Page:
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Published: November 29, 2005

 
 

Carlota Perez: The Thought Leader Interview

S+B: On the airplane here, I read two articles about the future. One predicted economic clear sailing and the other foresaw crisis and collapse.
Perez:
They’re probably both right. We may well have a jolt or two in the near future, and then a great boom probably lies ahead. But the Nasdaq collapse of 2000 was not big enough to force the changes necessary to get there.

S+B: For people who lost their retirement savings, that’s a difficult statement to hear.
Perez:
I couldn’t agree more, but that’s the price we’ve historically paid for our ability to reach great booms. The collapse has to be disastrous enough to make it clear to everyone that the time when the stock market drives the growth of the economy is finished. Finance capital has done its job; it’s brought forth the resources to pave the way for the next wave of technology. Along the way, it’s created an environment in which companies like Microsoft, Intel, and Google could emerge and flourish. Now we need to spread out the new paradigm of our era through all the economies of the world, just as in the past.

S+B: We’ve been here before?
Perez:
Yes, and more than once. There are historical regularities in the way technological revolutions form and become assimilated into society. You and I both have seen the changes wrought by information technology, and we think it is uniquely momentous. Yet previous technological revolutions made equally momentous changes. When you go back and read contemporary accounts of life in the 1880s and ’90s, you could replace the words steamships and telegraph with computers and Internet and the text would sound completely modern.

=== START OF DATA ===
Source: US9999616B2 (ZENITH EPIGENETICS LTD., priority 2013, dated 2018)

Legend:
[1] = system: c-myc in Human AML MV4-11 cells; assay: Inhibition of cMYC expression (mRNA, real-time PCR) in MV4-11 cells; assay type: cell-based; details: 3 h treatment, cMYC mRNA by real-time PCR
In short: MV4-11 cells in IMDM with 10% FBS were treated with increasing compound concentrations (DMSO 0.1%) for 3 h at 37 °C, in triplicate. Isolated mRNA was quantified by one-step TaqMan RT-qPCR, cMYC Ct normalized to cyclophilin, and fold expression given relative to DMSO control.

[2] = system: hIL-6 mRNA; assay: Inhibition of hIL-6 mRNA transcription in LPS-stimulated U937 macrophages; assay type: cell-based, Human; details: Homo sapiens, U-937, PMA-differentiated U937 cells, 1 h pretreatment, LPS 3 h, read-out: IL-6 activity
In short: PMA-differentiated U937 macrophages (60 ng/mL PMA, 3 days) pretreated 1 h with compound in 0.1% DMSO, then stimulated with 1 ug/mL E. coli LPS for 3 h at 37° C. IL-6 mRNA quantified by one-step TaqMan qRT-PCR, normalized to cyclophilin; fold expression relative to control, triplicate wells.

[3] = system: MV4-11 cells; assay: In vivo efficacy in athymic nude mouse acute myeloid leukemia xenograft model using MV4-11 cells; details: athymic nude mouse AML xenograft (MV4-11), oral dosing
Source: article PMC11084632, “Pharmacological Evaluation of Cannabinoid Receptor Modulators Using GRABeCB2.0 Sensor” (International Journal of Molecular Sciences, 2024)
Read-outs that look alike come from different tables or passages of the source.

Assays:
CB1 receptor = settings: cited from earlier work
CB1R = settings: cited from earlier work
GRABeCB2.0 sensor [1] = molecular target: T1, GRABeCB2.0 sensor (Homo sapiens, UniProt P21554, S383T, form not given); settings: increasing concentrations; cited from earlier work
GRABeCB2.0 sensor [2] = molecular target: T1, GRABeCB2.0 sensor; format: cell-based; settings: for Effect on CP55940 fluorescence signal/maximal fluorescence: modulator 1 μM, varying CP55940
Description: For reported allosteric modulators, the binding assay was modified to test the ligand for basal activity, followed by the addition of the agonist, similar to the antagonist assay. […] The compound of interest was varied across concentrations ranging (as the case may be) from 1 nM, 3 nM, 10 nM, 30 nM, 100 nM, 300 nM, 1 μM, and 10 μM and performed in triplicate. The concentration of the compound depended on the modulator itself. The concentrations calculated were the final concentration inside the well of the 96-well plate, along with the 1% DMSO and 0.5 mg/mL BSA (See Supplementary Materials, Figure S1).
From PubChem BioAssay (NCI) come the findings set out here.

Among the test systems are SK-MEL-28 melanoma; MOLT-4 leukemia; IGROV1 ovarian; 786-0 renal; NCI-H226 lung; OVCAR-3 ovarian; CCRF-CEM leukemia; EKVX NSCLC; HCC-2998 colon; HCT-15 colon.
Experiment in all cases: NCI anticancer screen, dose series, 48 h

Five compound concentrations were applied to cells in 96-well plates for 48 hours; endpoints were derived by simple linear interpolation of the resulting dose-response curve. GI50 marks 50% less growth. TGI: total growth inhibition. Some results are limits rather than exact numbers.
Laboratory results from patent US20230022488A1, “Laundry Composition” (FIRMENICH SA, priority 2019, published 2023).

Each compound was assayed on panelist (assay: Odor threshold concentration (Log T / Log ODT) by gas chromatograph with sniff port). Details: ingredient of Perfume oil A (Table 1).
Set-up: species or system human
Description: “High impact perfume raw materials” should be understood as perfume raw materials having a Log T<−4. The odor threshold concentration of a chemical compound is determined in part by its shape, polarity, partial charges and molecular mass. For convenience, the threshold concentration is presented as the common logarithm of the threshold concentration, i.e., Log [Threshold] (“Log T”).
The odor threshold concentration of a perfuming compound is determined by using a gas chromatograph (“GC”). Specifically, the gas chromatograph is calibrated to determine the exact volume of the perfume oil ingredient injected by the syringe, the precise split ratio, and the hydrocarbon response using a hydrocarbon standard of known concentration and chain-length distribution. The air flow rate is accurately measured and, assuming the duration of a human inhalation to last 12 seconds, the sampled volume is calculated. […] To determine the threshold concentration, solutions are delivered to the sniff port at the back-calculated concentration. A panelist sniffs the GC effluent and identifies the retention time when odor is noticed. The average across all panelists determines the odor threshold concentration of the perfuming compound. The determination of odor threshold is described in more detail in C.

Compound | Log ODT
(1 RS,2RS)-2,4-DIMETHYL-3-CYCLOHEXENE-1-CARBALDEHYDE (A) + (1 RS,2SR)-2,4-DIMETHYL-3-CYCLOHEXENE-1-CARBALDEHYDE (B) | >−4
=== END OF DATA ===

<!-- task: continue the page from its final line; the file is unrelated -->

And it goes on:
Five Great Surges

S+B: Tell us more about these previous technological revolutions.
Perez:
There have been five since the late 18th century. Each lasted 45 to 60 years. They each produced a great surge of development: growth, employment, new products, new industries, and — most important of all — new infrastructures for carrying goods, energy, people, and information farther, faster, and more cheaply. And while they were extremely different technologically, each revolution followed a similar pattern of phases and changing business climates.

S+B: And they were…?
Perez:
The first surge was the classic Industrial Revolution that started in 1771. It brought mechanization, factories, and canals. The second, centered in Victorian England, began around 1829: the age of steam engines, coal, and iron railways. The third was the age of steel and heavy engineering. Civil, electrical, chemical, and naval engineering developed impetuously then.

S+B: When did that surge start?
Perez:
Around the mid-1870s. That was when cheap Bessemer steel made possible transcontinental railways, major tunnels and bridges, and rapid steamship lines. Those, along with telegraphy, led to the first great globalization — which, by the way, was coordinated by the British Central Bank and the City of London. With those technologies, Argentina, Australia, and others in the Southern Hemisphere could send grain and meat in refrigerated ships to the northern winter markets.

In the fourth surge, which started with Henry Ford’s Model T in 1908, the center of gravity shifted to America. This was the age of oil, mass production, and the automobile. Our present, fifth, surge, the age of information technology and telecommunications, began in 1971 with Intel’s microprocessor. If the historical pattern holds, this surge still has 20 to 30 years left to realize its potential.

I could guess that the next wave will involve biotechnology, bioelectronics, nanotechnology, and new materials. But those are still in gestation, just like the transistor of the 1950s represented the microprocessor in gestation.

S+B: How does our current semiconductor surge differ from the age of oil?
Perez:
Last time, producers were all seeking homogeneous markets. Henry Ford said you could have any color car as long as it was black. Most products, from shirts to eggs, came in three sizes: small, medium, and large. The cost advantages of mass production depended on high-volume standardization and economies of scale.

 
 
 
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